Thursday, October 27, 2011


Like the ornery bitch she is known to be, Monday rose up to greet me with a slap in the face. My youngest decided she should get up every hour throughout the night, making Monday morning less than pleasant. With monster bags under my eyes and a fuzzy brain, I attempted to get my kids fed and watered without screaming at them for looking at me the wrong way (alas, I did not succeed … bah, they’ll get over it). Needless to say I was tired. No … I was fucking exhausted. I knew I needed to find something to help me through the day.

I started with food. Food gives you energy. Pretty simple concept. On a day like I was having, it was tempting to break into the Halloween candy a little early (yeah, like I haven’t done that yet!) and binge on mini chocolate bars for an instant power boost. Since it was only 7:30 am, I opted to try something that may last a little longer and not add even more inches to my ass. I went with a banana and peanut butter toast - yummers! Anyways, you catch my drift. Good food = good energy. Here’s an article I found with a great energy-boosting menu for such a day (maybe a little heavy for women, but if you’re dog-tired, a hearty menu may be just what you need).

My daughter had a hard time with her nap that afternoon as well, meaning Mommy didn’t get a nap in either. By then, eating every hour was getting old and I needed a new idea - YOGA!!

I know, when you are totally bushed, the last thing you wanna do is something strenuous. But exercise gives you energy too. So, I pulled out my trusty iPad, logged onto and proceeded to be reenergized with one of Jason Crandell’s fabulous classes. It was kinda like a reverse class. Only a half-hour long, we started in Savasana, did a few simple yet revitalizing poses, and ended in standing meditation. It was perfect! I actually felt the best I had all day. I realized recently too, that (on days my child lets me get a normal sleep) I don’t actually need as much sleep as I used to. Ten hours a night was a must for me, but since I’ve started to practice yoga more regularly (3-4 times/week) I have more energy!

Well, I’ll be damned! Apparently eating well and exercising gives you more energy! Who knew?! I should tell someone, right? ;)

Thursday, October 20, 2011

I Heart Backbends

We spend most (if not all) of our day bent forwards in one way or another. Hunched over a computer at work, stooped over tying up little people’s shoes, huddled over nursing your baby, or arched over making supper. A backbend allows you to bring your body out of the yuckiness of all that hunching over and put it back into alignment.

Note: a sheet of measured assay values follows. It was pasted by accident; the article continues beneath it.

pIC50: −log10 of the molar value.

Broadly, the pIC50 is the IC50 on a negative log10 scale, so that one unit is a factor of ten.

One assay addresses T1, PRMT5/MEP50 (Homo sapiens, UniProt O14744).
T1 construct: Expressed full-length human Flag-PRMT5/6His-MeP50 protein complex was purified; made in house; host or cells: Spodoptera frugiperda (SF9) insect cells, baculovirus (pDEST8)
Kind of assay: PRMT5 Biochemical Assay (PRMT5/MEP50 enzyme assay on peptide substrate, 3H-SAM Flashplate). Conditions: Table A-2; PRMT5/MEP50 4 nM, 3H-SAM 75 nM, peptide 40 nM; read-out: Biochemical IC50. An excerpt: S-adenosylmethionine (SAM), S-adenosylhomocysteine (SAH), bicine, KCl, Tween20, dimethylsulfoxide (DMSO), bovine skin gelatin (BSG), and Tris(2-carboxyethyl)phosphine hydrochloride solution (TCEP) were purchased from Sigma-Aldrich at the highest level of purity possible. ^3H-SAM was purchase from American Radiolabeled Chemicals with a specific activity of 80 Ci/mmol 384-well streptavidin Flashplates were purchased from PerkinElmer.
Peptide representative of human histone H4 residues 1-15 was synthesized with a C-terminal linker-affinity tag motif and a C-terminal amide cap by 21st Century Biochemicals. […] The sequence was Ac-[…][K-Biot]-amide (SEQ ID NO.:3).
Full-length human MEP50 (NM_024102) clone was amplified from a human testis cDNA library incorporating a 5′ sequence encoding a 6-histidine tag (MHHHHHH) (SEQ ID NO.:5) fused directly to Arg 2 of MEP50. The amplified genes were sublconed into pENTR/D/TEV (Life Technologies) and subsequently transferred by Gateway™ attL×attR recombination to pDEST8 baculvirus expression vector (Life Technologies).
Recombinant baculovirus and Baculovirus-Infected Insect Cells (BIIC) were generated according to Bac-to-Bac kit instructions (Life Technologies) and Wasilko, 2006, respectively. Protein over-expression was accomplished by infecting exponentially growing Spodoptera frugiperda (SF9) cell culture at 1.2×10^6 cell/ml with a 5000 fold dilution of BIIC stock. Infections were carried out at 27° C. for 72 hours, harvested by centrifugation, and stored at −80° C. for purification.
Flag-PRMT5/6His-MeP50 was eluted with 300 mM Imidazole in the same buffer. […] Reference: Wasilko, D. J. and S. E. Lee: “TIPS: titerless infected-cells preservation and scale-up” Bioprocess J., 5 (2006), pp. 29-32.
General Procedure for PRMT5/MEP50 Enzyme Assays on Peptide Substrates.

I tried my first full wheel during a yoga workshop with Sadie Nardini when she was in Moose Jaw in the spring. While holding on to my partner’s ankles, I was able to push up into the backbend. It felt so good to use my body in a fashion I had never done before! I was eager to continue practicing.

Since Sadie’s workshop (6 months later), I am now able to push up into a full wheel. I can stay up for about 10 seconds and the feeling is exhilarating. I prefer to call backbends ‘heart-openers’ because that is exactly what they do - open your heart, both on a physical and emotional level. The reason backbends are known as heart-openers is because you are literally opening your heart up and out. But they are also known as such because of the feeling you get when you practice them. With your heart open like that, oftentimes emotions that you didn’t know you were feeling are able to rise to the surface and be liberated. I have found myself crying while in a backbend (or afterwards) for many reasons, happy and sad. But I always feel better after (so free), knowing I have given my body and my spirit a complete release.

Backbends are intense though! You need to approach them with caution and awareness. Be aware of where your body is right now and don’t push yourself past what is right for you. It takes a long time for your body to become flexible enough to open up into most backbends. Your mind will resist too - it knows that bending backwards isn’t how you usually use your body, and it will try to forbear your efforts. Backbends are all about trust. Trusting yourself not to push too hard (but enough to progress) and trusting your body.

There are so many different asanas in yoga that include backbends. Start slow, maybe with Bridge or Sphinx pose. As you become more flexible in your back and more confident you’ll find your body more able to release into the deeper backbends. Above all, enjoy the journey!

*Please note, I am NOT a yoga instructor. Always talk to a certified instructor before trying any new pose*

Thursday, October 13, 2011

My Story

I have been pregnant 5 times. My first pregnancy ended in miscarriage when I was nine weeks pregnant, complications with Crohn’s disease they said. My second gave us our first daughter. I miscarried my third pregnancy when I was 7 weeks, a blighted ovum - they said there wasn’t even a baby there anymore. My fourth pregnancy resulted in the birth of our second daughter. My fifth and most recent pregnancy ended when I delivered our stillborn son when I was 5 months pregnant. They told me he had been gone for weeks.

Are you uncomfortable now? You don’t really want to read any further? Maybe you feel sorry for me that I would put myself out there like that …

Why? Does my grief offend your sensibilities? Maybe on the surface. But I think you’re afraid. Afraid of it happening to you, afraid of admitting you feel grief too, afraid of what others would think. I can’t imagine any other reason why society dictates that when women suffer the loss of a pregnancy, they need to suffer in silence. It has to be fear …